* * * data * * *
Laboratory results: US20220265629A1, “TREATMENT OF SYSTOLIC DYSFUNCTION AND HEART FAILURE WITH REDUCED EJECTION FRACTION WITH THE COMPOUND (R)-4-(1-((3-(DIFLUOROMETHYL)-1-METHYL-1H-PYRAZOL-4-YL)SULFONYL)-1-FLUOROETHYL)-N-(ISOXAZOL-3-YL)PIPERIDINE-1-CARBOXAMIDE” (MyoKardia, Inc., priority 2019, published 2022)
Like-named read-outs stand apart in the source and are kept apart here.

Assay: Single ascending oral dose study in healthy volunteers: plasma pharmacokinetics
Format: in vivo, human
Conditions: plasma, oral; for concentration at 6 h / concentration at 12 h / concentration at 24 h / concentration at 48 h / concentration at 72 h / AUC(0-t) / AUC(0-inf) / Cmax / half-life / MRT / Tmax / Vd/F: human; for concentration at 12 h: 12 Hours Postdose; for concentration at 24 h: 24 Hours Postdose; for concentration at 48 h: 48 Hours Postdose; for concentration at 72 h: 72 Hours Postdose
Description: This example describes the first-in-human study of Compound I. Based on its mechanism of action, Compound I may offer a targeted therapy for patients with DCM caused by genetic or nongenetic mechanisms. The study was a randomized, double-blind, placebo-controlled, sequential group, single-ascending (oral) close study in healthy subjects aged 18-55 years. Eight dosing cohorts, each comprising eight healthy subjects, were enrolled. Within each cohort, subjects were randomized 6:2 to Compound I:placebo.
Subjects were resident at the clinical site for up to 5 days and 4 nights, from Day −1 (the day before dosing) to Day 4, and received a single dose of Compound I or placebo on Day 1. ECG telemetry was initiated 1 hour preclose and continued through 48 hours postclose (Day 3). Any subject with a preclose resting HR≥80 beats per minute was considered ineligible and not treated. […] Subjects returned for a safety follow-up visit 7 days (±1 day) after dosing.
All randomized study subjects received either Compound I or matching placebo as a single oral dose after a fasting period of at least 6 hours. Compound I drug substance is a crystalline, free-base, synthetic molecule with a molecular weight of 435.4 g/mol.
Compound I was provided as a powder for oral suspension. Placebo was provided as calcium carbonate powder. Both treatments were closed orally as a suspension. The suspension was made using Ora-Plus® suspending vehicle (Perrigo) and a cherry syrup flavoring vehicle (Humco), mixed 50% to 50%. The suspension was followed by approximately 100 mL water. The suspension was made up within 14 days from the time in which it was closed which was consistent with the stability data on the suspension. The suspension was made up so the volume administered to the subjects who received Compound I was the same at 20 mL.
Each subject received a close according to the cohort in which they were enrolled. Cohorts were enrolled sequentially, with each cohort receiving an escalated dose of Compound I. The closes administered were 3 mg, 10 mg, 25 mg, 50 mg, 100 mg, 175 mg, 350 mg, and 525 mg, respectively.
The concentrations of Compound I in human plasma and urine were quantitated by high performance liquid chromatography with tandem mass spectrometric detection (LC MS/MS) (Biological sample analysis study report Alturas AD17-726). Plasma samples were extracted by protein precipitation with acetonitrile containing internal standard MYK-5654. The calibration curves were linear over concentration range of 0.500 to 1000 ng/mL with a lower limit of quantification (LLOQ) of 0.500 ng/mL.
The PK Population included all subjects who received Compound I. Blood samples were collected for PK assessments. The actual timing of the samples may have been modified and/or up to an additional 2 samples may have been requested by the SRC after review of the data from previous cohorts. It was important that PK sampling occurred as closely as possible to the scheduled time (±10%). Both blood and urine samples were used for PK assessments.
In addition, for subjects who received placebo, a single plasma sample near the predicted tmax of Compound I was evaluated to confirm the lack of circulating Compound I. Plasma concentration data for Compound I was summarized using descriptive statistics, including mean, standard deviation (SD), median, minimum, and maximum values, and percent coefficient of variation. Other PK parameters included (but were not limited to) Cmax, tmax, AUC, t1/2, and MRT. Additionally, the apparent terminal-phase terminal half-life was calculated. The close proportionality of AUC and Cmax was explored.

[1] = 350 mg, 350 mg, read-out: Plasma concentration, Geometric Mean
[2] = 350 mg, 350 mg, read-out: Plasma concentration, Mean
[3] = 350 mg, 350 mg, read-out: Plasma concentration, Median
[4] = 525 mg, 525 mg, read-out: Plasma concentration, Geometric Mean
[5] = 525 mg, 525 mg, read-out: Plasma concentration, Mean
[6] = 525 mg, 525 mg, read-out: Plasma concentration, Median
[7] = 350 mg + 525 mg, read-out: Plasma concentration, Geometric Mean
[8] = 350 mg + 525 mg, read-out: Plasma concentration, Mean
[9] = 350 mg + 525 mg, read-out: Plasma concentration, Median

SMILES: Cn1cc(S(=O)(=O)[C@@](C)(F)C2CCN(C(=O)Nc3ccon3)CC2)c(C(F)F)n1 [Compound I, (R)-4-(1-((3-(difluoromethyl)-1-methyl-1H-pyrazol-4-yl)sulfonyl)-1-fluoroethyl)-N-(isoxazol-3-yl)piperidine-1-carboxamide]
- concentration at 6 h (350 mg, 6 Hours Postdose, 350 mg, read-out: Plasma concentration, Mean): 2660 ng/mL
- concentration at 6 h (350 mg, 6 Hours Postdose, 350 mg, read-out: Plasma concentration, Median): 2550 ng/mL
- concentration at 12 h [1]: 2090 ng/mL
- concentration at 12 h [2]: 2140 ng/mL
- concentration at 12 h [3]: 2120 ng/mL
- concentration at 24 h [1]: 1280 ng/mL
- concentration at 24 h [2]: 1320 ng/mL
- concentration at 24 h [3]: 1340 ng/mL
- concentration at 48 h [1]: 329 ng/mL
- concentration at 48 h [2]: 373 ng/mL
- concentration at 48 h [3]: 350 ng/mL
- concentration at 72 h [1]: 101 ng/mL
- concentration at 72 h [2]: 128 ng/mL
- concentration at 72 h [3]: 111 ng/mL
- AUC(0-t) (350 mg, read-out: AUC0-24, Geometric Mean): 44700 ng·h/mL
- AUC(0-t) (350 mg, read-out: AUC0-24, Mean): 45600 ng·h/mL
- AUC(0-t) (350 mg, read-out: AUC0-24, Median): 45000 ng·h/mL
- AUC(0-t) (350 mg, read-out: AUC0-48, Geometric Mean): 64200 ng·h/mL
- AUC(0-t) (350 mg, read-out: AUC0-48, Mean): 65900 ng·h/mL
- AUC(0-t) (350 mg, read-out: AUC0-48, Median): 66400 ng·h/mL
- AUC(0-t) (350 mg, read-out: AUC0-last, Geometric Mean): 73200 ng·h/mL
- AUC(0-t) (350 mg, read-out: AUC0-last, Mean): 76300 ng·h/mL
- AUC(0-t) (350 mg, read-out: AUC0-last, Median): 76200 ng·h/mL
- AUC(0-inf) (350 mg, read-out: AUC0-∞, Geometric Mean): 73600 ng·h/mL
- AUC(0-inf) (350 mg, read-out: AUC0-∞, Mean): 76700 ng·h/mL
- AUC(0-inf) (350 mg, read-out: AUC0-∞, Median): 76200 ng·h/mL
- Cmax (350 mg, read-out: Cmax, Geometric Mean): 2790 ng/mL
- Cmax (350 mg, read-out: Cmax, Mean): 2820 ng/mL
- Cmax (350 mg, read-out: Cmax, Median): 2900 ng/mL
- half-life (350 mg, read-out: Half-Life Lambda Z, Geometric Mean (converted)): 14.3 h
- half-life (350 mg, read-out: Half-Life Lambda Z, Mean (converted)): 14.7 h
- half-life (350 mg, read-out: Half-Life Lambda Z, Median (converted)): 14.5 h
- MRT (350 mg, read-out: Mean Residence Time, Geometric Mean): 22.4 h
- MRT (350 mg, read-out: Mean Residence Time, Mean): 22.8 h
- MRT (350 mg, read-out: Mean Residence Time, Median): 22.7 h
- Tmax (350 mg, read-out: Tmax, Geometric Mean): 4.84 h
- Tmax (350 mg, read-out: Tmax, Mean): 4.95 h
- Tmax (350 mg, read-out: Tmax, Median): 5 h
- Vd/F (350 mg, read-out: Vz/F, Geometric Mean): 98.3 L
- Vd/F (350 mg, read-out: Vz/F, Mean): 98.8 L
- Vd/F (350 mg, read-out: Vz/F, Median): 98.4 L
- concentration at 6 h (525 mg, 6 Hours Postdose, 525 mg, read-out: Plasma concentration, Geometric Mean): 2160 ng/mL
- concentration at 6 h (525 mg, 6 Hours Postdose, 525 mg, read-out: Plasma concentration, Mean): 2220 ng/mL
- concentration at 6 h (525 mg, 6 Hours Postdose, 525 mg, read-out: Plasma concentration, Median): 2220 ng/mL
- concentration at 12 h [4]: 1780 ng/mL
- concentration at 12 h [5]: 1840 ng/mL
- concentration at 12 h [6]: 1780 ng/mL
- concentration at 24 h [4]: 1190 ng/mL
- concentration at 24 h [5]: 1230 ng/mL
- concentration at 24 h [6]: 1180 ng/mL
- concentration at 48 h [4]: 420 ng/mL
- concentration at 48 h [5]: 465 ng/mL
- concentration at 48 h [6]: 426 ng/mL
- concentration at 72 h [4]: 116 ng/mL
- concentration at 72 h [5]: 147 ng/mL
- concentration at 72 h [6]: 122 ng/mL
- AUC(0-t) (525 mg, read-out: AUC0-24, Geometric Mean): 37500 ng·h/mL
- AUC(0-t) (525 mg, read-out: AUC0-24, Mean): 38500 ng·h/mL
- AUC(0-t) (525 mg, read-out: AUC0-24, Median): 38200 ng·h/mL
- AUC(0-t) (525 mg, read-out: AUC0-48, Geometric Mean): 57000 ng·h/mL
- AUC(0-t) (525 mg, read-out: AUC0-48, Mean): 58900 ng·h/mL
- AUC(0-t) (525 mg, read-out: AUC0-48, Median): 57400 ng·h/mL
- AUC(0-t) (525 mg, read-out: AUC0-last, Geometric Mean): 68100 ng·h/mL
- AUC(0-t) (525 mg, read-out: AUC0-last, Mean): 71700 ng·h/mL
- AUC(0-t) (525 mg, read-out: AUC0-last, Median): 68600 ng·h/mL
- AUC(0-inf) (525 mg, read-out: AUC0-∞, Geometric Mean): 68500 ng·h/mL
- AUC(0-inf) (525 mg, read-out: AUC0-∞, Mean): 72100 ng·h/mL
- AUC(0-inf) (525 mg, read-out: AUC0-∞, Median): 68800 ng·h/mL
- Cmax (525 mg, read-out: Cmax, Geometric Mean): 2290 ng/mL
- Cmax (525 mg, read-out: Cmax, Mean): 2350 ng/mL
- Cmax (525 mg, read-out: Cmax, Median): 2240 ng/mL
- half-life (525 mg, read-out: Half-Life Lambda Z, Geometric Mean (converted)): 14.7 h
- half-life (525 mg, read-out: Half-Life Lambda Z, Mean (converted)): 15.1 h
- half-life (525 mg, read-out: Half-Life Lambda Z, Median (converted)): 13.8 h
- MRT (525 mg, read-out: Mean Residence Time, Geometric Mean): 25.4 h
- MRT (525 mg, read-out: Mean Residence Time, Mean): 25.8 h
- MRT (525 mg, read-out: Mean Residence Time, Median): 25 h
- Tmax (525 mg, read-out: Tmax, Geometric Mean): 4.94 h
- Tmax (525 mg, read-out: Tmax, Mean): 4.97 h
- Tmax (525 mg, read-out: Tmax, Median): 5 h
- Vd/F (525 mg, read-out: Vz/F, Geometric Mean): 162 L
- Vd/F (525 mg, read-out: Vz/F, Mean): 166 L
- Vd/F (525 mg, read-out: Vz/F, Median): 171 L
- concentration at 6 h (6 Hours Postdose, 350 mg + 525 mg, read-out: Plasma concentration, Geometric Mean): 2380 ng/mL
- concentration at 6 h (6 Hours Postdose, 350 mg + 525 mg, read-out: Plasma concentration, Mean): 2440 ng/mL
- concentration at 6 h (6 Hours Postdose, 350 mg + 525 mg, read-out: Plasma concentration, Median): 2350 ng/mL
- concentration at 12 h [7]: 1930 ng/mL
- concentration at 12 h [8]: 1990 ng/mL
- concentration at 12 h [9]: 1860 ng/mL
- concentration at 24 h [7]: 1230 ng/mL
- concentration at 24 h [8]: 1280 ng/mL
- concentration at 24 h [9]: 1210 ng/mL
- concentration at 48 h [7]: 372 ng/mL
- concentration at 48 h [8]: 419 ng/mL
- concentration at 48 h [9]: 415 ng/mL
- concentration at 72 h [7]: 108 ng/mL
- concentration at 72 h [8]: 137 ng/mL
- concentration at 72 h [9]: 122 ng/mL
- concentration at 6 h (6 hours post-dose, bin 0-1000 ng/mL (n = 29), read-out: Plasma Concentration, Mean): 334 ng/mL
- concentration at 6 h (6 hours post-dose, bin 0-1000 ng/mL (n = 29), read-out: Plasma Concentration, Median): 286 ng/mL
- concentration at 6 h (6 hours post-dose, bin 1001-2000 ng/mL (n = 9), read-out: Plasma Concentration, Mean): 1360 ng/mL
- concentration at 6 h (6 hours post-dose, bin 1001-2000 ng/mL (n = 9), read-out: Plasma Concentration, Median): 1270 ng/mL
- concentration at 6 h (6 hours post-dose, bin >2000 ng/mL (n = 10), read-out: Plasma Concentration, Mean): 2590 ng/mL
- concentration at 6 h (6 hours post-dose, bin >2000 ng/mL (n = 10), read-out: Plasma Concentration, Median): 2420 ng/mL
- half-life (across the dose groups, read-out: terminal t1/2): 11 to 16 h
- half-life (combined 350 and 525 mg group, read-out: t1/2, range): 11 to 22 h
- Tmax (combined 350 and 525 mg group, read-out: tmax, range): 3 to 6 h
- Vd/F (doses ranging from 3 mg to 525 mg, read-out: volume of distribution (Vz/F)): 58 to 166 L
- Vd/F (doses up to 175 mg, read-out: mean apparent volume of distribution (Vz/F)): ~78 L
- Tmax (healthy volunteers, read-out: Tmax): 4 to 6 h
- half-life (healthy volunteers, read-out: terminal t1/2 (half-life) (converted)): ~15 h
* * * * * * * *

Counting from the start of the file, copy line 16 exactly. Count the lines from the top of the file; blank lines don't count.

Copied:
[3] = 350 mg, 350 mg, read-out: Plasma concentration, Median